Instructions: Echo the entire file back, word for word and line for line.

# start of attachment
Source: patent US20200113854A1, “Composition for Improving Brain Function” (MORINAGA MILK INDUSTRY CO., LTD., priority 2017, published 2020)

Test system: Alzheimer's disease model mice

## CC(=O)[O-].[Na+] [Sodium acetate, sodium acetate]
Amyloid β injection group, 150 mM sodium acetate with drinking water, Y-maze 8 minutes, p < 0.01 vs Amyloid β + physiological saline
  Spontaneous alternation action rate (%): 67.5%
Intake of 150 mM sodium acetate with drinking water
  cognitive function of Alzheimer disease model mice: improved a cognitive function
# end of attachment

Source: patent US20200113854A1, “Composition for Improving Brain Function” (MORINAGA MILK INDUSTRY CO., LTD., priority 2017, published 2020)

Test system: Alzheimer's disease model mice

## CC(=O)[O-].[Na+] [Sodium acetate, sodium acetate]
Amyloid β injection group, 150 mM sodium acetate with drinking water, Y-maze 8 minutes, p < 0.01 vs Amyloid β + physiological saline
  Spontaneous alternation action rate (%): 67.5%
Intake of 150 mM sodium acetate with drinking water
  cognitive function of Alzheimer disease model mice: improved a cognitive function